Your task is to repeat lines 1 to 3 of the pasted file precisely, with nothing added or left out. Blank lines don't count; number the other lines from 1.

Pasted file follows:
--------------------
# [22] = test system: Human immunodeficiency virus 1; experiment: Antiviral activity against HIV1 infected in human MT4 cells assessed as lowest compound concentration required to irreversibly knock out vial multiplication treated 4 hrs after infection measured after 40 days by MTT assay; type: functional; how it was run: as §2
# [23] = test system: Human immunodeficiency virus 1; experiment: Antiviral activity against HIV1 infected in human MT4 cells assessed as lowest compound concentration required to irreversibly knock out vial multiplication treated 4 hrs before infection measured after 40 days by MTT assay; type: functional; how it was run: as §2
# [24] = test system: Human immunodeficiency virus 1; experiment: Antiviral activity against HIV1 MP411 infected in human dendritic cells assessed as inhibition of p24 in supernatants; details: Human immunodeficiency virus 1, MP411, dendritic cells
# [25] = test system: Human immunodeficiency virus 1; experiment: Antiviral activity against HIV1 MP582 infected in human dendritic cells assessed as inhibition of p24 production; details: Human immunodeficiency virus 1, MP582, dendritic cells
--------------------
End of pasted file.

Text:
# [22] = test system: Human immunodeficiency virus 1; experiment: Antiviral activity against HIV1 infected in human MT4 cells assessed as lowest compound concentration required to irreversibly knock out vial multiplication treated 4 hrs after infection measured after 40 days by MTT assay; type: functional; how it was run: as §2
# [23] = test system: Human immunodeficiency virus 1; experiment: Antiviral activity against HIV1 infected in human MT4 cells assessed as lowest compound concentration required to irreversibly knock out vial multiplication treated 4 hrs before infection measured after 40 days by MTT assay; type: functional; how it was run: as §2
# [24] = test system: Human immunodeficiency virus 1; experiment: Antiviral activity against HIV1 MP411 infected in human dendritic cells assessed as inhibition of p24 in supernatants; details: Human immunodeficiency virus 1, MP411, dendritic cells